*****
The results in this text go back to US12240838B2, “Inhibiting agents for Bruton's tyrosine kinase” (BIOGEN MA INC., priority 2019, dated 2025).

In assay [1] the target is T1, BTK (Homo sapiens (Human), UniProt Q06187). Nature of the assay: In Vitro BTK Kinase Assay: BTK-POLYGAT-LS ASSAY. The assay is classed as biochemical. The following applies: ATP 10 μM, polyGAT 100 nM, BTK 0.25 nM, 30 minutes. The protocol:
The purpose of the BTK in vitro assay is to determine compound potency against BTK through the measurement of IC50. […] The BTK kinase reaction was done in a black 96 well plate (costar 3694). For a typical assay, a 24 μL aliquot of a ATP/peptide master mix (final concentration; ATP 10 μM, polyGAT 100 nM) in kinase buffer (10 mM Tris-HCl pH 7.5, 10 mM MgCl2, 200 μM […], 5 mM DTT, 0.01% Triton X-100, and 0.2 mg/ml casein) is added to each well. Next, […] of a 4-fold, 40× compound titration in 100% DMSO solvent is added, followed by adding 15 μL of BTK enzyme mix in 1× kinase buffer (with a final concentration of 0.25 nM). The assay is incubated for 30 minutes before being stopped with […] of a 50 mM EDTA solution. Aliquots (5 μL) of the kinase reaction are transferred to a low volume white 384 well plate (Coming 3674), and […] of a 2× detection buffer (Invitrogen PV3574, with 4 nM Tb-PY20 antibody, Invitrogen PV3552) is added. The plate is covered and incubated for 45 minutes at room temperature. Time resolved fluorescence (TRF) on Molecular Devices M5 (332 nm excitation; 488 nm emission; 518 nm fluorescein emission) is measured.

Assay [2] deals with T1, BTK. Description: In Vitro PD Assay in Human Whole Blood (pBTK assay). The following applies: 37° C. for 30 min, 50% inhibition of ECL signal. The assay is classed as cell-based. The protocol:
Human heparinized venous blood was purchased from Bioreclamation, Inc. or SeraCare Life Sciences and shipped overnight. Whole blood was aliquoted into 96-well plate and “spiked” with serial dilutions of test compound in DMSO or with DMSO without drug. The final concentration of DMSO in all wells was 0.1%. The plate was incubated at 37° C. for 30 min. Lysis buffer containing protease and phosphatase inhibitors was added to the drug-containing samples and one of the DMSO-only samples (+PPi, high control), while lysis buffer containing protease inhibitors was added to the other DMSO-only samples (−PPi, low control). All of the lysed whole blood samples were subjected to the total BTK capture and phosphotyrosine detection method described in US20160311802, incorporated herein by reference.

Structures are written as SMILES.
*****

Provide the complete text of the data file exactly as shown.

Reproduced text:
The results in this text go back to US12240838B2, “Inhibiting agents for Bruton's tyrosine kinase” (BIOGEN MA INC., priority 2019, dated 2025).

In assay [1] the target is T1, BTK (Homo sapiens (Human), UniProt Q06187). Nature of the assay: In Vitro BTK Kinase Assay: BTK-POLYGAT-LS ASSAY. The assay is classed as biochemical. The following applies: ATP 10 μM, polyGAT 100 nM, BTK 0.25 nM, 30 minutes. The protocol:
The purpose of the BTK in vitro assay is to determine compound potency against BTK through the measurement of IC50. […] The BTK kinase reaction was done in a black 96 well plate (costar 3694). For a typical assay, a 24 μL aliquot of a ATP/peptide master mix (final concentration; ATP 10 μM, polyGAT 100 nM) in kinase buffer (10 mM Tris-HCl pH 7.5, 10 mM MgCl2, 200 μM […], 5 mM DTT, 0.01% Triton X-100, and 0.2 mg/ml casein) is added to each well. Next, […] of a 4-fold, 40× compound titration in 100% DMSO solvent is added, followed by adding 15 μL of BTK enzyme mix in 1× kinase buffer (with a final concentration of 0.25 nM). The assay is incubated for 30 minutes before being stopped with […] of a 50 mM EDTA solution. Aliquots (5 μL) of the kinase reaction are transferred to a low volume white 384 well plate (Coming 3674), and […] of a 2× detection buffer (Invitrogen PV3574, with 4 nM Tb-PY20 antibody, Invitrogen PV3552) is added. The plate is covered and incubated for 45 minutes at room temperature. Time resolved fluorescence (TRF) on Molecular Devices M5 (332 nm excitation; 488 nm emission; 518 nm fluorescein emission) is measured.

Assay [2] deals with T1, BTK. Description: In Vitro PD Assay in Human Whole Blood (pBTK assay). The following applies: 37° C. for 30 min, 50% inhibition of ECL signal. The assay is classed as cell-based. The protocol:
Human heparinized venous blood was purchased from Bioreclamation, Inc. or SeraCare Life Sciences and shipped overnight. Whole blood was aliquoted into 96-well plate and “spiked” with serial dilutions of test compound in DMSO or with DMSO without drug. The final concentration of DMSO in all wells was 0.1%. The plate was incubated at 37° C. for 30 min. Lysis buffer containing protease and phosphatase inhibitors was added to the drug-containing samples and one of the DMSO-only samples (+PPi, high control), while lysis buffer containing protease inhibitors was added to the other DMSO-only samples (−PPi, low control). All of the lysed whole blood samples were subjected to the total BTK capture and phosphotyrosine detection method described in US20160311802, incorporated herein by reference.

Structures are written as SMILES.